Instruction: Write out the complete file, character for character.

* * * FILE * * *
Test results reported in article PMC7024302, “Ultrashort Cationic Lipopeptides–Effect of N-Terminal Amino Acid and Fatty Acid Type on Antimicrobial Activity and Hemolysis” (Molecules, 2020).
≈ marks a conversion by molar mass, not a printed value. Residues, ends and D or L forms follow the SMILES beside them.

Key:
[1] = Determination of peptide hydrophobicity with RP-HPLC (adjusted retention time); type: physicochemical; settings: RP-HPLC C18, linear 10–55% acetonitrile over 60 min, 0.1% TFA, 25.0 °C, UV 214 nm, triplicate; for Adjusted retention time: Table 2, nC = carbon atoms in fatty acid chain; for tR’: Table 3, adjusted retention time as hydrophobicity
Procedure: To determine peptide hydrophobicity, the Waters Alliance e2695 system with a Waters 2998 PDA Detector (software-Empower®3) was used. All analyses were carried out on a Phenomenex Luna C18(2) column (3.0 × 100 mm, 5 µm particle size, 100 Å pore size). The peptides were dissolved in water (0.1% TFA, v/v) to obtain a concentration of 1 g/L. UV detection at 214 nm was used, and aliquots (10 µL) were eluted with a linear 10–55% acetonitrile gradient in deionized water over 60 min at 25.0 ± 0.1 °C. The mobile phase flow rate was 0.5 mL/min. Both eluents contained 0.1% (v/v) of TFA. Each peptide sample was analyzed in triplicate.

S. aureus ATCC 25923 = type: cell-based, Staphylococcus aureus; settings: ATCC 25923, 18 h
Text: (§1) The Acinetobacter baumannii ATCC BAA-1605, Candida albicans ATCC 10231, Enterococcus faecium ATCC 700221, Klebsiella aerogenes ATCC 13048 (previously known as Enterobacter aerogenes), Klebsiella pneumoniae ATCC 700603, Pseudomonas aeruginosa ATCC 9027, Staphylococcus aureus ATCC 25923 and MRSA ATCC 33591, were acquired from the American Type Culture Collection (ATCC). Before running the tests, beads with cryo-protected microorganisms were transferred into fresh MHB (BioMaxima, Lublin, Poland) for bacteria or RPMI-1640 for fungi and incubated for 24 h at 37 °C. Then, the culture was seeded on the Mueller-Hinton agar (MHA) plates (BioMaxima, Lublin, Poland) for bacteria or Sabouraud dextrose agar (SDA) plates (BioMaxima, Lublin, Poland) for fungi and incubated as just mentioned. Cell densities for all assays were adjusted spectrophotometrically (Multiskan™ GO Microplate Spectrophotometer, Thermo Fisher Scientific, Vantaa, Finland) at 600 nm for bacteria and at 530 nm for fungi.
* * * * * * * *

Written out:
Test results reported in article PMC7024302, “Ultrashort Cationic Lipopeptides–Effect of N-Terminal Amino Acid and Fatty Acid Type on Antimicrobial Activity and Hemolysis” (Molecules, 2020).
≈ marks a conversion by molar mass, not a printed value. Residues, ends and D or L forms follow the SMILES beside them.

Key:
[1] = Determination of peptide hydrophobicity with RP-HPLC (adjusted retention time); type: physicochemical; settings: RP-HPLC C18, linear 10–55% acetonitrile over 60 min, 0.1% TFA, 25.0 °C, UV 214 nm, triplicate; for Adjusted retention time: Table 2, nC = carbon atoms in fatty acid chain; for tR’: Table 3, adjusted retention time as hydrophobicity
Procedure: To determine peptide hydrophobicity, the Waters Alliance e2695 system with a Waters 2998 PDA Detector (software-Empower®3) was used. All analyses were carried out on a Phenomenex Luna C18(2) column (3.0 × 100 mm, 5 µm particle size, 100 Å pore size). The peptides were dissolved in water (0.1% TFA, v/v) to obtain a concentration of 1 g/L. UV detection at 214 nm was used, and aliquots (10 µL) were eluted with a linear 10–55% acetonitrile gradient in deionized water over 60 min at 25.0 ± 0.1 °C. The mobile phase flow rate was 0.5 mL/min. Both eluents contained 0.1% (v/v) of TFA. Each peptide sample was analyzed in triplicate.

S. aureus ATCC 25923 = type: cell-based, Staphylococcus aureus; settings: ATCC 25923, 18 h
Text: (§1) The Acinetobacter baumannii ATCC BAA-1605, Candida albicans ATCC 10231, Enterococcus faecium ATCC 700221, Klebsiella aerogenes ATCC 13048 (previously known as Enterobacter aerogenes), Klebsiella pneumoniae ATCC 700603, Pseudomonas aeruginosa ATCC 9027, Staphylococcus aureus ATCC 25923 and MRSA ATCC 33591, were acquired from the American Type Culture Collection (ATCC). Before running the tests, beads with cryo-protected microorganisms were transferred into fresh MHB (BioMaxima, Lublin, Poland) for bacteria or RPMI-1640 for fungi and incubated for 24 h at 37 °C. Then, the culture was seeded on the Mueller-Hinton agar (MHA) plates (BioMaxima, Lublin, Poland) for bacteria or Sabouraud dextrose agar (SDA) plates (BioMaxima, Lublin, Poland) for fungi and incubated as just mentioned. Cell densities for all assays were adjusted spectrophotometrically (Multiskan™ GO Microplate Spectrophotometer, Thermo Fisher Scientific, Vantaa, Finland) at 600 nm for bacteria and at 530 nm for fungi.